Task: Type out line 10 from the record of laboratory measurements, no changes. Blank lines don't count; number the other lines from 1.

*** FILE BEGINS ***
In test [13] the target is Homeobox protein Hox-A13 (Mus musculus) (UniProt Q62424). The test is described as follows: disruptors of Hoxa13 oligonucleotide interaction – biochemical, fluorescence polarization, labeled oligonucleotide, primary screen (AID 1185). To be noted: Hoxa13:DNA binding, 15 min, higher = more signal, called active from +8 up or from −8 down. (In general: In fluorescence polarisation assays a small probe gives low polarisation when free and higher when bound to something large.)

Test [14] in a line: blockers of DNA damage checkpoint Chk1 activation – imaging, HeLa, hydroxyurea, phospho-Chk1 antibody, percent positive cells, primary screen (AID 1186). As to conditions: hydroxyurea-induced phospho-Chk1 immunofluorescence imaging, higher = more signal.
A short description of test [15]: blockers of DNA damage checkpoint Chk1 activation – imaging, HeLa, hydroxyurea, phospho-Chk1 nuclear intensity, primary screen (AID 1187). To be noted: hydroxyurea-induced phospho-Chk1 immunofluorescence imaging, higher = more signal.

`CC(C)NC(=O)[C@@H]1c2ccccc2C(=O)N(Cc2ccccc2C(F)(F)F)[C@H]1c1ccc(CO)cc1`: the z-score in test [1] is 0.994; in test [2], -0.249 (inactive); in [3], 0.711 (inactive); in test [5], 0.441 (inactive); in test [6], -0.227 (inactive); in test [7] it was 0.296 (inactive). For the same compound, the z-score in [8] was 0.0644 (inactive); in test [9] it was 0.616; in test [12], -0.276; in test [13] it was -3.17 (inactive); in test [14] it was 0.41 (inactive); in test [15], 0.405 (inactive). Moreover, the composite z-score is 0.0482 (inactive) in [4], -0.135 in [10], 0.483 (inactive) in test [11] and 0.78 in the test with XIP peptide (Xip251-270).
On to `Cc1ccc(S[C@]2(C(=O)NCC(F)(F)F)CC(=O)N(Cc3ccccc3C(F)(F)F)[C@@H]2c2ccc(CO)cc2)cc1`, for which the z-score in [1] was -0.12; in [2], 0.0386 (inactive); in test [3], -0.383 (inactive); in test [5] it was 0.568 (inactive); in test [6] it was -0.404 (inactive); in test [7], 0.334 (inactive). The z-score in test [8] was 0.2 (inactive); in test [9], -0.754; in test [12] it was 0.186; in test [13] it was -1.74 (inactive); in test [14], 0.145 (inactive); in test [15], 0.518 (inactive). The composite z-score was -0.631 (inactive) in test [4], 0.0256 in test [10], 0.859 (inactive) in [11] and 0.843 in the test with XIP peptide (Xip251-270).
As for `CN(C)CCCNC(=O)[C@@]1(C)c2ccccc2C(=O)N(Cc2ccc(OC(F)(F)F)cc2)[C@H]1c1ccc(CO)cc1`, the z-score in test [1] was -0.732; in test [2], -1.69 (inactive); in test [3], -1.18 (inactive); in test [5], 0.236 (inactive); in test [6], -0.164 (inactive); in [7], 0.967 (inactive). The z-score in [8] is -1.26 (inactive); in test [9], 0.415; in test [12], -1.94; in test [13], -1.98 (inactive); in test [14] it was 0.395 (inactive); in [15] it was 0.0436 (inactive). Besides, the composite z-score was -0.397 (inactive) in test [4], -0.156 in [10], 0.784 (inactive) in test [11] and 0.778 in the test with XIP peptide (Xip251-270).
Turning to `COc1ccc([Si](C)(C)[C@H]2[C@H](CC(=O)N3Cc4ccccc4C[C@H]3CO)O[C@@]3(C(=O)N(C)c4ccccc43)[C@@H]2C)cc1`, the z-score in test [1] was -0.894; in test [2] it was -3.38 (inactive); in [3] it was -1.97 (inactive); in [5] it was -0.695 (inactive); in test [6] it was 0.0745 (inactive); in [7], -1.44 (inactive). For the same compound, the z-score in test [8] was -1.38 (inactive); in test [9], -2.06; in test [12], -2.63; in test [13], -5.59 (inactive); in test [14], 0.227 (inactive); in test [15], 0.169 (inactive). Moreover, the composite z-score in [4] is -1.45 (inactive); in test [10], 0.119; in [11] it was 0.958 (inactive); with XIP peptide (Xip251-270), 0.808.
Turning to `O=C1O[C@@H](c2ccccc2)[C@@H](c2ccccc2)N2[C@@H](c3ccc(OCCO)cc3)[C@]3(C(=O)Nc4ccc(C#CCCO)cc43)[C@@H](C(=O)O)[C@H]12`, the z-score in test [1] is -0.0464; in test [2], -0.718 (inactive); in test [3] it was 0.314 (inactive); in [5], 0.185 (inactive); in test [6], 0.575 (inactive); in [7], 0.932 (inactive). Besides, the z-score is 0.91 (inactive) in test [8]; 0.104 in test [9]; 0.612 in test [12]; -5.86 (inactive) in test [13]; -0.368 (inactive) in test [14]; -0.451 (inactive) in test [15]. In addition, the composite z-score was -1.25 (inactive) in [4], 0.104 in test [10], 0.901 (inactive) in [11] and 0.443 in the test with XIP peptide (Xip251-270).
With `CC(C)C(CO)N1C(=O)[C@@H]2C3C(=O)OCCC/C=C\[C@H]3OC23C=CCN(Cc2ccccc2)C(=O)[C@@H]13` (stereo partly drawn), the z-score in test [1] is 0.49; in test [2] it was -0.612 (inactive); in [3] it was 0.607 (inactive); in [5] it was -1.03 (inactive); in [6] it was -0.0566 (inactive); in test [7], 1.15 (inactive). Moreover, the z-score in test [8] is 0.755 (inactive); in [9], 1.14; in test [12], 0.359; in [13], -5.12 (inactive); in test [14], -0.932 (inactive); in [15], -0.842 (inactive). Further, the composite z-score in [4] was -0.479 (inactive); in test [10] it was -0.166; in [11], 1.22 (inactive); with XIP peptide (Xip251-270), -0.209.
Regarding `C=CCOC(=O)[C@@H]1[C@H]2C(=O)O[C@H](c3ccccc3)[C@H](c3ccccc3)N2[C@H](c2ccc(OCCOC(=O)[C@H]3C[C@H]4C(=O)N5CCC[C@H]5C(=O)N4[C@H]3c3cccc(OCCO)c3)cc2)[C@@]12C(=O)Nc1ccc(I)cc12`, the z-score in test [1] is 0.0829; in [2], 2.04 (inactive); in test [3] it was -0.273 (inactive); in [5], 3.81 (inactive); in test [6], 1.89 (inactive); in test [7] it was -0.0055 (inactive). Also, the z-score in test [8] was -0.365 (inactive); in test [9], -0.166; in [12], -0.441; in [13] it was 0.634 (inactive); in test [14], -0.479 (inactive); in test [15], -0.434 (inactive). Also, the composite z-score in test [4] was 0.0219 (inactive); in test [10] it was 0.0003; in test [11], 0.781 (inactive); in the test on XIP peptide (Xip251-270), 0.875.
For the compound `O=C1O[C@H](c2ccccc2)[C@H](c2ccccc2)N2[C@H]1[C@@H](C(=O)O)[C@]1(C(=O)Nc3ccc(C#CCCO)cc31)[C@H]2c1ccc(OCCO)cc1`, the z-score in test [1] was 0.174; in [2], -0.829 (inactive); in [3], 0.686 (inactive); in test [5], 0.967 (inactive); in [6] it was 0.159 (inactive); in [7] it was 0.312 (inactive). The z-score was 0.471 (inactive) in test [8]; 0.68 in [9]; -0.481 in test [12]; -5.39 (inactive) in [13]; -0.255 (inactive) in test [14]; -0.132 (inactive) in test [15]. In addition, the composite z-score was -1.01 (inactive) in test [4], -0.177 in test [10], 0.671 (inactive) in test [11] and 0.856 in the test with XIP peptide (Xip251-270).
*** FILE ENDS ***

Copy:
Regarding `C=CCOC(=O)[C@@H]1[C@H]2C(=O)O[C@H](c3ccccc3)[C@H](c3ccccc3)N2[C@H](c2ccc(OCCOC(=O)[C@H]3C[C@H]4C(=O)N5CCC[C@H]5C(=O)N4[C@H]3c3cccc(OCCO)c3)cc2)[C@@]12C(=O)Nc1ccc(I)cc12`, the z-score in test [1] is 0.0829; in [2], 2.04 (inactive); in test [3] it was -0.273 (inactive); in [5], 3.81 (inactive); in test [6], 1.89 (inactive); in test [7] it was -0.0055 (inactive). Also, the z-score in test [8] was -0.365 (inactive); in test [9], -0.166; in [12], -0.441; in [13] it was 0.634 (inactive); in test [14], -0.479 (inactive); in test [15], -0.434 (inactive). Also, the composite z-score in test [4] was 0.0219 (inactive); in test [10] it was 0.0003; in test [11], 0.781 (inactive); in the test on XIP peptide (Xip251-270), 0.875.